Twentieth Sunday in Ordinary Time


IS 56: 1, 6-7
ROM 11: 13-15, 29-32
MT 15:21-28


This summer I was blessed with the opportunity to go on a mission trip to Colombia. While there, our group attended a Mass in one of the oldest cathedrals. There is a sacred beauty in attending Mass in a language or culture other than your own. It emphasizes the true universality of the Church. As an American, with a very, very limited Spanish vocabulary, I can walk into a Colombian Mass and know (roughly) what is being done and said and am able to participate, even in my own different language. During this particular Mass, there was a Colombian woman seated across the aisle from our group. And boy, was she full of the Holy Spirit that day. For each response, no matter how quietly others may have mumbled the words, she proclaimed them with such enthusiasm and conviction. When it came time to sing, she sang (albeit quite a bit out of tune). I observed that others attending Mass gave her some disapproving looks and eye rolls, but that did not matter to her. She was there, in the moment, with her God.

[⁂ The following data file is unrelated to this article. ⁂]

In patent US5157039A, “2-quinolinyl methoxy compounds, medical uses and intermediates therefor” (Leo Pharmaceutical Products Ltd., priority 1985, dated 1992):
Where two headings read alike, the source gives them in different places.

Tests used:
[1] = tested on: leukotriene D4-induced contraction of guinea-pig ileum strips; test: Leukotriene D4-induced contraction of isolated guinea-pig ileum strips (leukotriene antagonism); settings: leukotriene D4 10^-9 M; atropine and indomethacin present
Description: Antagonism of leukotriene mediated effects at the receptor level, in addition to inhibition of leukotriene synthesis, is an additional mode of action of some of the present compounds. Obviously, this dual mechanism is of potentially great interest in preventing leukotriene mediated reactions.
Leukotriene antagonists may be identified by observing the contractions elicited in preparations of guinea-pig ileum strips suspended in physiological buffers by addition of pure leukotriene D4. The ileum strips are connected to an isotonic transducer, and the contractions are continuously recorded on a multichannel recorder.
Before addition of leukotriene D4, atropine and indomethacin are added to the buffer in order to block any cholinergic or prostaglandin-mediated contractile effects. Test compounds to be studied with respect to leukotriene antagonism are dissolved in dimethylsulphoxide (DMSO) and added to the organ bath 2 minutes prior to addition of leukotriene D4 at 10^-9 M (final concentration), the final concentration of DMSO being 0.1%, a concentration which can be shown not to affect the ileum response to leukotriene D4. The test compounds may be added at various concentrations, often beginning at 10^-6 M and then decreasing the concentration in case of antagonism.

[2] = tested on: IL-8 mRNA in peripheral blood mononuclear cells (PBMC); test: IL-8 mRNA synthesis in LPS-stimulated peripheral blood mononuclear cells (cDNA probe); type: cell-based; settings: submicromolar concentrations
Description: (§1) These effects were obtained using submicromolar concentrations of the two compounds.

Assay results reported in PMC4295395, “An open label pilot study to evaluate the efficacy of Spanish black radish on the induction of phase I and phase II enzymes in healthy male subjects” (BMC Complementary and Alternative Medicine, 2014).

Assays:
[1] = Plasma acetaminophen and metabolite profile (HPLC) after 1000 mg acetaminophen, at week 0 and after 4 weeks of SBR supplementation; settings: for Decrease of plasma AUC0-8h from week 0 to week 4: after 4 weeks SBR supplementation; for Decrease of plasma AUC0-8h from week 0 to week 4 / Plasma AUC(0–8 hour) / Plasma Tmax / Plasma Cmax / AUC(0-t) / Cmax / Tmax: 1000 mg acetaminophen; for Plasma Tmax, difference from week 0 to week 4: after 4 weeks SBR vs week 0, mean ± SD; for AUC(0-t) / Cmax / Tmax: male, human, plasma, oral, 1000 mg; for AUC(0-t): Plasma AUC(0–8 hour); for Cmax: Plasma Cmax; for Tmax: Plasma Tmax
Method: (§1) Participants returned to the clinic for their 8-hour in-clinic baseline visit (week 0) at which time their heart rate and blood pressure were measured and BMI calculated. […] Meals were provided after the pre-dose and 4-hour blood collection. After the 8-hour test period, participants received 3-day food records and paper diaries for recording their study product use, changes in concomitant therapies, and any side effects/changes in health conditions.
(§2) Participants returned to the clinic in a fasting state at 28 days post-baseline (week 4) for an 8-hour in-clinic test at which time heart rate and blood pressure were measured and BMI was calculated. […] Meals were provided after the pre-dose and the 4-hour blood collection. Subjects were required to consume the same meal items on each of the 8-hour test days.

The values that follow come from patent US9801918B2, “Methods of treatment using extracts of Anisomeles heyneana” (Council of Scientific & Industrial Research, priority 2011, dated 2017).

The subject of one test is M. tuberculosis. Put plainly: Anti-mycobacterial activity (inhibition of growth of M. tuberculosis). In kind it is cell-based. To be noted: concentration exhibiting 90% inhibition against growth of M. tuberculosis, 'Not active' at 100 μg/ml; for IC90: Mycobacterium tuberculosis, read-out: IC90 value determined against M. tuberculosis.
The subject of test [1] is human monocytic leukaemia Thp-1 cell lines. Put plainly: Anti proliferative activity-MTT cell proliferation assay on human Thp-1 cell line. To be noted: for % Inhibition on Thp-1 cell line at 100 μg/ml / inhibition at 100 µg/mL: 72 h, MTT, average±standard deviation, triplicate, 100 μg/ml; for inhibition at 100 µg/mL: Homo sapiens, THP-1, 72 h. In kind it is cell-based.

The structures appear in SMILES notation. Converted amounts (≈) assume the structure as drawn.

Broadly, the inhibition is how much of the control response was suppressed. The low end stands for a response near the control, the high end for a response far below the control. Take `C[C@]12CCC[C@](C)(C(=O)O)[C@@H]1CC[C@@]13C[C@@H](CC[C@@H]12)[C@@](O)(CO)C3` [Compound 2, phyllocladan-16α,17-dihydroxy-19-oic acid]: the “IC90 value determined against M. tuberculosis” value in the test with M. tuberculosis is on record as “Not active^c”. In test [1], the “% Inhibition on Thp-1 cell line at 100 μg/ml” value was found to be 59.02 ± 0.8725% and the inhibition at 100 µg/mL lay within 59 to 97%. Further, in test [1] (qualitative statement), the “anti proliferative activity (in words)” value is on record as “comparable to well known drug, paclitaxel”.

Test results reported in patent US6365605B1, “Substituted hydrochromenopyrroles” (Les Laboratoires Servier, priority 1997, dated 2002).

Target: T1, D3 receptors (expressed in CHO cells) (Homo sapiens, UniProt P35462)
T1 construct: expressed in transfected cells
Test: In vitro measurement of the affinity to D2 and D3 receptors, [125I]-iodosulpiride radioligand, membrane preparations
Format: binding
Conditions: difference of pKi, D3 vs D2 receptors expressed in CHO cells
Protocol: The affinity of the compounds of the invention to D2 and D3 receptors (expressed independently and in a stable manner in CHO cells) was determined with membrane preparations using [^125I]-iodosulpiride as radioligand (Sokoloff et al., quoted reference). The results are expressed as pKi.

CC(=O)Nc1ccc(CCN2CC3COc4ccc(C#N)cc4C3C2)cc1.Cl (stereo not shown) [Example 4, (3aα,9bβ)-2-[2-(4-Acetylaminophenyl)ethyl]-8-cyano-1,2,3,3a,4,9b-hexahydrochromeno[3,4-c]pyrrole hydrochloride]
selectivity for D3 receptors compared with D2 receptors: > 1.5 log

I had observed something similar when I visited St. Patrick’s cathedral in New York while visiting a friend from USD. After attending Mass, we walked around the cathedral with the other tourists as another Mass was being held. As I was walking up the left side, observing the different beautifully decorated statues of saints, I was startled by a loud “AMEN!” Out of instinct, my head snapped in the direction of the sound, as did everyone around me. It had come from a woman seated towards the back corner of the church, behind a pillar. From her appearance and the bags beside her, I assume that she was homeless. However, just like the woman in Colombia, she didn’t seem to care how those around her might viewed her. It only mattered that she was there, praising her God in “a house of prayer for all people.”
God doesn’t only want the perfect and the clean. He wants the broken, the messy, the dirty. He made us in his image, and with the free will to decide whether to love and trust Him or not. “For God delivered all to disobedience, that he might have mercy upon all.” We don’t have to always be perfect. We don’t have to have the best voice, or clean, nice clothes to be with him. Just like the Canaanite woman in this week’s gospel, God rejoices when we run to him and say “Lord, help me.” The world pushes us to be complete all on our own, but God wishes for us to be complete in Him.
- Molly McGarvey, ‘19